Friday, January 16, 2009

Children At Risk Of Skin Cancer

ProtectionImage by Hryckowian via Flickrby Ernestine Clagge

Childhood should be a carefree and playful time. Unfortunately, the time kids' spend playing can be putting them at risk of developing a future case of skin cancer.

Skin cancer is a disease caused by exposure to the sun's ultraviolet radiation. It's extremely important that we protect our children's delicate skin from the sun's damaging rays, minimizing their chance of developing skin cancer later on in life.

Children must learn the facts about skin cancer. By learning at an early age about the dangers of the sun, our kids will be better prepared to protect themselves for a lifetime. The more that children experience unprotected exposure to the sun, the more likely they are to suffer from permanent skin damage or even skin cancer.

Even the youngest child can experience sun damage. The first time a child is exposed to the sun, he or she is considered to be at risk for melanoma, the most dangerous type of skin cancer. One blistering sunburn during childhood can double the risk of melanoma later in life. Reducing unprotected exposure to the sun is the only sure way to prevent your child's skin from burning. If you can do this, you'll decrease his or her chances of developing skin cancer in adulthood.

Children with red or fair hair, green or blue eyes and kids with freckles face the highest risks of developing skin cancer. Still, it is possible for children with darker hair, pigment and complexions to become afflicted with this terrible disease. Children of African or Hispanic descent are very much at risk.

Pay particular attention to sun safety if anyone in your family has a history of melanoma or other types of skin cancer. No one in your family is too young for this dreadful disease. There is even a rising trend of teenagers being diagnosed with skin cancer. These frightful statistics include diagnoses of melanoma, the deadliest form of skin cancer.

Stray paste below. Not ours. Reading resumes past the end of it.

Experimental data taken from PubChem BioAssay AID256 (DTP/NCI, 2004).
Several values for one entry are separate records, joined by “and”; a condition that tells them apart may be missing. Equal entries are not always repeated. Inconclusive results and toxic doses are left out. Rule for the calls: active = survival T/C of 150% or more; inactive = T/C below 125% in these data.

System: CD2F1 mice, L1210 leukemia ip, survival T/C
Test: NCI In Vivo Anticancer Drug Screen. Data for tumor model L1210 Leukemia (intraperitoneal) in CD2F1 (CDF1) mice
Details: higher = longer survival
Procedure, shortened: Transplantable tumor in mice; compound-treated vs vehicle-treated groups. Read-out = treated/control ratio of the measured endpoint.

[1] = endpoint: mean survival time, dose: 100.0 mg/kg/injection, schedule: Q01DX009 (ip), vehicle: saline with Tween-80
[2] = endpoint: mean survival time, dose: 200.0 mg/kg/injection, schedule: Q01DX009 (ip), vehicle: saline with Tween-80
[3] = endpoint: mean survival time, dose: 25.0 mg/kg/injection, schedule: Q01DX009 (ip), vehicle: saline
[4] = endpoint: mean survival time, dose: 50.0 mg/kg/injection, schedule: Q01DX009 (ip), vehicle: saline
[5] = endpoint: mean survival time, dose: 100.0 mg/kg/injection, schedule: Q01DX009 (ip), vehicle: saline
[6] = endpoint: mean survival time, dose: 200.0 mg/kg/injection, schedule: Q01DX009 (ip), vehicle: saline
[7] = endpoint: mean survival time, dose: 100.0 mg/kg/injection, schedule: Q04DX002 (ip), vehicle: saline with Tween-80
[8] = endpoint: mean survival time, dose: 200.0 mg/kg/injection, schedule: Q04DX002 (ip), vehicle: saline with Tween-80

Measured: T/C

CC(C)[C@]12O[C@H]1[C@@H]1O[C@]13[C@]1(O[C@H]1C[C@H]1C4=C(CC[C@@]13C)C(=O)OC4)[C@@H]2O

Children and teens naturally love to be independent, making their own choices about everything and anything. That's why it's so important for you to be a good role model. Begin practicing safe sun routines when your children are infants, and they will grow up with the knowledge and understanding needed to make their own smart choices.

Use sunscreen and hats regularly, and explain why tanning beds should be avoided. Those artificial rays created by tanning beds can be every bit as dangerous as natural UV rays.

The following "safe sun" methods can help protect your children from dangerous sunburn:

* Don't schedule outdoor activities during peak sunlight hours. Instead, make sure that your children restrict their outdoor playtime to the hours before 11 am and after 3 pm. Their skin has a better chance of burning during midday and early afternoon hours, when the sun's UV rays are really beating down.

* On cool days, the sun is every bit as dangerous. Even when the temperature drops, you and your kids are still at risk. Those UV rays are out in full force, even when you don't feel the heat. Take your cue from the professional skiers, and protect yourself, and your kids, even when the weather is cool.

* Encourage your kids to dress in lightweight protective clothing during the summer months. Wide-brimmed hats to protect their faces, necks and ears are an absolute must. Proper hats and clothing can reduce direct exposure to harmful UV rays by 50%.

* Protect your children with sunscreen or sun block that has an SPF of 30 or higher. Waterproof formulas offer the best degree of prolonged protection, but must be reapplied as children swim or work up a sweat playing outdoors.

* Certain fabrics can keep sunlight from seeping through, and block the UV rays. Purchase clothing made of closely-woven fabrics for added protection.

* Plan outdoor activities in shady areas and encourage your kids to play there. UV rays can and will reflect, so children still need to wear their hats and sunscreen, even under a shade.

As parents, we need to take every precaution to protect our children. Making wise choices for outdoor protection is a lesson that children can and should learn at an early age, so they'll continue to be "sun smart" as teens and adults as well.
About the Author

Essayist Ernestine Clagge contributes articles to numerous popular web magazines, on health discovery and healthy living topics.

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